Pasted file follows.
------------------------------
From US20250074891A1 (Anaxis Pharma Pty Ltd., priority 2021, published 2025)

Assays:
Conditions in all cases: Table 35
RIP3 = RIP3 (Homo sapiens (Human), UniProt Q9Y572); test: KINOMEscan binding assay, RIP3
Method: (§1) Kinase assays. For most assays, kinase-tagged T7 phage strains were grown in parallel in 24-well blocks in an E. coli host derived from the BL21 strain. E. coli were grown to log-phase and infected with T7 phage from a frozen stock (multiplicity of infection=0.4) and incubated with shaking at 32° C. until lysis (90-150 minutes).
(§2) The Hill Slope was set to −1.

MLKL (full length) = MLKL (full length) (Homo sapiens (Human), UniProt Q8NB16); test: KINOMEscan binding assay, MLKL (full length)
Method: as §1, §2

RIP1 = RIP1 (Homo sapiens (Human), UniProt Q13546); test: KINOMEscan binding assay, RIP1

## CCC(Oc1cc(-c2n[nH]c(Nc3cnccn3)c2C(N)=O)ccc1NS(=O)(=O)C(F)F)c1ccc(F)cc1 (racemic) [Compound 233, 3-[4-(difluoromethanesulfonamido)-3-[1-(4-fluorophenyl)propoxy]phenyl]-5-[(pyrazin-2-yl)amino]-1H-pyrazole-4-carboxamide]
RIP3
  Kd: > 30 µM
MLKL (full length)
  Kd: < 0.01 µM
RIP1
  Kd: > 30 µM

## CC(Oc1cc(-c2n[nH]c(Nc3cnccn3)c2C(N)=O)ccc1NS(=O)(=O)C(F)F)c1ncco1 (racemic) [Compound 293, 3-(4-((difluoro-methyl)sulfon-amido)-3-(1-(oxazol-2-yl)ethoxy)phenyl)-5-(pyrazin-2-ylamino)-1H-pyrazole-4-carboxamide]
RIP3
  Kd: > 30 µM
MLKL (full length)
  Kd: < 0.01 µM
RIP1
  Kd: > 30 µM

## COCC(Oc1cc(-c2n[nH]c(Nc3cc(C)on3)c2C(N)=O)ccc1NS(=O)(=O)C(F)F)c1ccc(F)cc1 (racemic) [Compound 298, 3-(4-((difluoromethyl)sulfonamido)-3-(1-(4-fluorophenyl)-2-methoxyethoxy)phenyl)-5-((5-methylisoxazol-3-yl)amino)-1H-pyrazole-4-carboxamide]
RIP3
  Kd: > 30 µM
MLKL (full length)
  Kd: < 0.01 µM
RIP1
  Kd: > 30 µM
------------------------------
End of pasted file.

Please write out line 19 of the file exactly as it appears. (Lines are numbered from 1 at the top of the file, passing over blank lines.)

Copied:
  Kd: > 30 µM